Over the past few weeks, the ProShares UltraShort Bloomberg Natural Gas (KOLD) has taken a very strong hit, as gas has rallied substantially.

My current market view is that while KOLD is likely oversold in the short run, in the medium to longer term, KOLD is probably headed lower.

Natural Gas Markets

Let’s start this piece off by examining the past few weeks of trading action in natural gas.

Put simply, this has been a very strong rally in the price of gas. In fact, over the past month, we have seen the price of natural gas increase by over 50%. From a historical perspective, this is the largest surge in momentum seen since the winter of 2018 – a time period in which natural gas rose due to tight fundamentals.

From a technical perspective, I am concerned that this trend is overextended. Specifically, I believe that momentum has been too strong to the upside, and that over the coming weeks, we will see a correction. One of the data points I’m looking at to make this assessment is the MACD indicator in the chart above. This chart measures the differential between two different moving averages and gives a general gauge as per momentum. As you can see, we are currently poised to see positive momentum switch into negative momentum following a very large rally. For historical perspective here, the last time we saw momentum this strong was during the previously mentioned rally of 2018, and the next few weeks saw a sizable correction of the trend.

So, from a technical perspective, I am short-term bearish natural gas. However, I do believe that the fundamental data is still giving a very strong long-term buy signal. We’ll discuss the fundamental data points in the next paragraphs, but from a strategy standpoint, this short-term technical bearishness is setting traders up for a strong buy entry into gas over the next few weeks.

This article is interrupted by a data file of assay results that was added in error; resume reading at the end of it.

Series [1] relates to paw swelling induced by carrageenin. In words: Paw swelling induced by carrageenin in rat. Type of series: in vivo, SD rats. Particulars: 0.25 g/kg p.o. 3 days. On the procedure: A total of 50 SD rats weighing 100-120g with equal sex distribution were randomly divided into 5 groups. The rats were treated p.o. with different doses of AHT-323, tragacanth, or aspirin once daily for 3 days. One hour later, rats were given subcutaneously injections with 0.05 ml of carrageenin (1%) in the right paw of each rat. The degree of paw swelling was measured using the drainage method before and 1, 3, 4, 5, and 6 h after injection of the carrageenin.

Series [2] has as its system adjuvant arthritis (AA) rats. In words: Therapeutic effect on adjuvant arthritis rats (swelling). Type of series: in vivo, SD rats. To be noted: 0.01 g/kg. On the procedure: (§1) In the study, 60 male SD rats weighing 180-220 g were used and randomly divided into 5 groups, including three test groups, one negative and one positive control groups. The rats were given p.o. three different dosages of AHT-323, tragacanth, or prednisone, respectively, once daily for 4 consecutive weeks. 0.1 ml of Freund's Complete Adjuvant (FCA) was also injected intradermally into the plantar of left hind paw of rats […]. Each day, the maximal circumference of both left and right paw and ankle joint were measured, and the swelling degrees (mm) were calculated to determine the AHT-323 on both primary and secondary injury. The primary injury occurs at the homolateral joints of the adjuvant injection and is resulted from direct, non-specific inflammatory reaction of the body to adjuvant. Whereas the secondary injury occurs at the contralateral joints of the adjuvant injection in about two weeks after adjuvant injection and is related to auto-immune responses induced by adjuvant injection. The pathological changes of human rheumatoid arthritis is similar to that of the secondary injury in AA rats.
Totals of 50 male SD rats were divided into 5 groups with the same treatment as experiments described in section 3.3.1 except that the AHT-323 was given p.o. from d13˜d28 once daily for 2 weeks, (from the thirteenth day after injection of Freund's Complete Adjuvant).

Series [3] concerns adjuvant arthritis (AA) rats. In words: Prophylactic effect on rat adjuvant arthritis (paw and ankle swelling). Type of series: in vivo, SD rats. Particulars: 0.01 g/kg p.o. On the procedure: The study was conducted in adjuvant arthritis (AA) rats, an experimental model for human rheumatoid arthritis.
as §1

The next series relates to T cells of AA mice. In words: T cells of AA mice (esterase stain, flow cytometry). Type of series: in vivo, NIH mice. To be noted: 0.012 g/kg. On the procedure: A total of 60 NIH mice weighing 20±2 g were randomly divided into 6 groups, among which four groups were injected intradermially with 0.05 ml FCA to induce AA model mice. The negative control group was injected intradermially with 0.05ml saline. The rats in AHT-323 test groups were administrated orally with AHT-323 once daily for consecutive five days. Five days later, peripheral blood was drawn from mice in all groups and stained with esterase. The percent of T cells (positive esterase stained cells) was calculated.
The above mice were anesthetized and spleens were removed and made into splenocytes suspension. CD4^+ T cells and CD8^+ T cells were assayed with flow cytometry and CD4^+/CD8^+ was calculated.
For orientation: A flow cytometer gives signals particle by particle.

The largest change at work in the natural gas balance is production. Put simply, we are in the midst of one of the largest drops ever witnessed.

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The reason for this incredible drop in production is quite simple: prices have been falling for too long and they have gone too far.

At the end of the day, if you’re not making money from producing natural gas, then you likely will slow or stop natural gas production. This simple message is fully understood by producers, as the rig count has remained low.

As you can see from a historical perspective, it takes several months (or even quarters) of rising prices before drilling and production recover.

And from a regional standpoint, production losses are broad-based, which indicates that we need sustained price rallies to incentivize each of the major regions once again to see a recovery in output.

We’ve somewhat belabored the point, but it’s a very important data piece to grasp: production is in collapse, and we are almost certainly going to see low levels of production until we see a consistent recovery in the price of natural gas. In other words, a large 1-month rally in the price of gas won’t save the market – we need several quarters of price either generally holding these levels or continuing higher.

As per forward guidance, we can turn to the EIA’s latest Short-Term Energy Outlook for a clear market view.

Put simply, the EIA sees this current decline in production carrying forward into 2021. And compared to demand, this is quite bullish in that while the weakness in demand is forecast to carry forward, it is to a lesser extent than the losses seen in production.

And the reason why this all matters for gas traders is this: when supply is unable to keep up with demand, gas prices rise. It’s that simple – at the end of the day, supply and demand is what impacts price, and traders need to monitor broad changes in these variables to understand where gas prices are likely headed.

Given that supply is collapsing at a faster pace than demand, the market is quite bullish at this point from a fundamental standpoint. However, the recent strength in natural gas tells me that investors should consider waiting for a few weeks prior to buying into the commodity. Ultimately, this view is bearish KOLD, since it is short natural gas.